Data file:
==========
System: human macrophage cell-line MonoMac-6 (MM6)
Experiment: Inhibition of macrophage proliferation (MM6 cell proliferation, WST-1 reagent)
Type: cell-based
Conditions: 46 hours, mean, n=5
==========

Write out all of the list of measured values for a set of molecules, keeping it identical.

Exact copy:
System: human macrophage cell-line MonoMac-6 (MM6)
Experiment: Inhibition of macrophage proliferation (MM6 cell proliferation, WST-1 reagent)
Type: cell-based
Conditions: 46 hours, mean, n=5